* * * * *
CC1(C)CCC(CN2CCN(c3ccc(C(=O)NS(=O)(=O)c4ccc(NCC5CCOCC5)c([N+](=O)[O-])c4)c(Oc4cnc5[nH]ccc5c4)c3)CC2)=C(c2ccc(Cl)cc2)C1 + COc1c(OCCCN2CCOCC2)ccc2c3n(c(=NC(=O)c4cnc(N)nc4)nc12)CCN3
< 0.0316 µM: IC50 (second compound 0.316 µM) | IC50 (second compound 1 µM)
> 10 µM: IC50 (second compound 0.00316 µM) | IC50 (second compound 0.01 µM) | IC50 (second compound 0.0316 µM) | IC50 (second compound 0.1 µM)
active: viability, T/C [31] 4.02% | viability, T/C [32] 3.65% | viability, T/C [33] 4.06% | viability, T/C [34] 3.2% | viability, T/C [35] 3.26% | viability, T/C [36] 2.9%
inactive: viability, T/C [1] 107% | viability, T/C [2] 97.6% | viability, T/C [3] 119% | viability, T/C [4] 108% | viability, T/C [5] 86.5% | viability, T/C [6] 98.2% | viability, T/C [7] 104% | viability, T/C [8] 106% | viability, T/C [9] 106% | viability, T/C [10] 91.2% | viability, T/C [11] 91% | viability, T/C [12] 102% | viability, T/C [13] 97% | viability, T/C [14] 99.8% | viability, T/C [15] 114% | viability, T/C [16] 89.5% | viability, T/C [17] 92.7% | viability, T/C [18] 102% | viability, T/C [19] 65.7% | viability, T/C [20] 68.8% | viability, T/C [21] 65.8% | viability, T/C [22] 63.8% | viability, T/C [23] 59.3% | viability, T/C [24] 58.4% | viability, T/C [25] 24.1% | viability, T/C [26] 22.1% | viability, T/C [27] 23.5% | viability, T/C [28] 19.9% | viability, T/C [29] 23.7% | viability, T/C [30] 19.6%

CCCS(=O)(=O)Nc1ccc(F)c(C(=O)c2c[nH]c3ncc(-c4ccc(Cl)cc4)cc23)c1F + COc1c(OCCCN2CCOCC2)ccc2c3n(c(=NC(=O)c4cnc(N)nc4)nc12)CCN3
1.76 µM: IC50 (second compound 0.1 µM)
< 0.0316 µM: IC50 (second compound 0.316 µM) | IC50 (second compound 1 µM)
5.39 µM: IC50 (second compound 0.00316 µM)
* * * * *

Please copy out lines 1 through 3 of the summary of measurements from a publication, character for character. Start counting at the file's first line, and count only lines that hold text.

CC1(C)CCC(CN2CCN(c3ccc(C(=O)NS(=O)(=O)c4ccc(NCC5CCOCC5)c([N+](=O)[O-])c4)c(Oc4cnc5[nH]ccc5c4)c3)CC2)=C(c2ccc(Cl)cc2)C1 + COc1c(OCCCN2CCOCC2)ccc2c3n(c(=NC(=O)c4cnc(N)nc4)nc12)CCN3
< 0.0316 µM: IC50 (second compound 0.316 µM) | IC50 (second compound 1 µM)
> 10 µM: IC50 (second compound 0.00316 µM) | IC50 (second compound 0.01 µM) | IC50 (second compound 0.0316 µM) | IC50 (second compound 0.1 µM)